Equine Melanoma Vaccines

A closer look at two melanoma “vaccines” under investigation and being considered for USDA approval.
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Equine Melanoma Vaccines
New research is revealing more options to target melanoma cancer cells to control tumor growth and advancement. | Photo: The Horse Staff

I was like a kid in a candy shop, having just shopped for and found my horse of a lifetime. My new gray 8-year-old Arabian was perfect in almost every respect, but he came to me with a large, ulcerated cauliflowerlike mass to the left of his tailhead, oozing black tarry material.

This was back in the mid-­­1980s, when I was a recent veterinary school graduate, and we didn’t have many options for dealing with equine melanoma other than to take out the scalpel and get to work. After I’d excised the cutaneous (affecting the skin) lesion, all seemed well. But two years later, when loading him on the trailer I noticed an abnormal out-pouching alongside his anus as he defecated. On rectal exam I felt an orange-sized mass directly internal to where the original lesion had been. Three weeks later, on another rectal exam, I discovered that it had grown to grapefruit size. My veterinarian partner and I laid my horse down on the surgical table under anesthesia and cut it out, finding it extended deep inside along his small colon and rectum.

At that time a newly proposed melanoma treatment had surfaced: using oral cimetidine to activate one arm of the immune system—T-cells—to keep the cancer in check. Not then available as a generic drug, it was expensive. And, of course, my finicky Arabian managed to pick out all the ground-up tablets from his food unless I mixed them thoroughly with applesauce. Researchers have since studied cimetidine, only to find inconsistent results for melanoma management. I have no way of knowing if the surgical procedure did the trick or if the cimetidine helped, but my horse lived until almost 29, dying of other causes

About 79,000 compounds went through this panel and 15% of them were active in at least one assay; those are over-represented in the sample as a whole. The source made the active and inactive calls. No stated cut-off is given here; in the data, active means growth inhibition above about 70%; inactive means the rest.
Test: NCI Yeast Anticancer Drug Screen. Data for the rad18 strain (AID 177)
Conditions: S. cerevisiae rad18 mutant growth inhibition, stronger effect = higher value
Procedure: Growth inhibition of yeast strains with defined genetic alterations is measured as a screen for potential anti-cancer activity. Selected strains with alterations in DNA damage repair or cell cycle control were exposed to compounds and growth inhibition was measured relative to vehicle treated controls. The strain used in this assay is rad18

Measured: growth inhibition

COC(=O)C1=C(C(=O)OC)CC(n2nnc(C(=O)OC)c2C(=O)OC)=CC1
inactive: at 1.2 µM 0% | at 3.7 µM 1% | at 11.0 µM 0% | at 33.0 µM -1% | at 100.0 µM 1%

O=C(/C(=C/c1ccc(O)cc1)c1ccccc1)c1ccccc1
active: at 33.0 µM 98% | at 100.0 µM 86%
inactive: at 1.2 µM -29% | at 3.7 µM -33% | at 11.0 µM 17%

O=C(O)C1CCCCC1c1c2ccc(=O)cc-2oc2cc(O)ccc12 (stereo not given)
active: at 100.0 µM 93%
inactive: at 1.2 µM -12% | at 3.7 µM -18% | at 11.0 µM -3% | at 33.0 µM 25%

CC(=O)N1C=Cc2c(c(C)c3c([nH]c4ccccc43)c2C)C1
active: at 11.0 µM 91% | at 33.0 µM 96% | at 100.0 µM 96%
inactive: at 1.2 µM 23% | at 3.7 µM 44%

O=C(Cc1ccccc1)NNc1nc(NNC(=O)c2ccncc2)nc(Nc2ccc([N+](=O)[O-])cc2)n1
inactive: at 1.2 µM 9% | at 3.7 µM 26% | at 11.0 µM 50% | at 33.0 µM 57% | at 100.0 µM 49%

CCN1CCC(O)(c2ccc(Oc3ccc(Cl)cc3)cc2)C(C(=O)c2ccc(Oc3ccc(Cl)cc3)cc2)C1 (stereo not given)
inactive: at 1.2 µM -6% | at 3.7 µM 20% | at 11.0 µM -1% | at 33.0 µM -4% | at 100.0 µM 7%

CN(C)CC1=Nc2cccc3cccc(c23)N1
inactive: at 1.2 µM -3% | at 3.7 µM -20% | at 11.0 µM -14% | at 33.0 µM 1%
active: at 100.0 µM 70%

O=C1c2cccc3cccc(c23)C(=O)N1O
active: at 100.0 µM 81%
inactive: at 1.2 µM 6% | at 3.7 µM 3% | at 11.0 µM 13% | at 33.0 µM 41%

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Written by:

Nancy S. Loving, DVM, owns Loving Equine Clinic in Boulder, Colorado, and has a special interest in managing the care of sport horses. Her book, All Horse Systems Go, is a comprehensive veterinary care and conditioning resource in full color that covers all facets of horse care. She has also authored the books Go the Distance as a resource for endurance horse owners, Conformation and Performance, and First Aid for Horse and Rider in addition to many veterinary articles for both horse owner and professional audiences.

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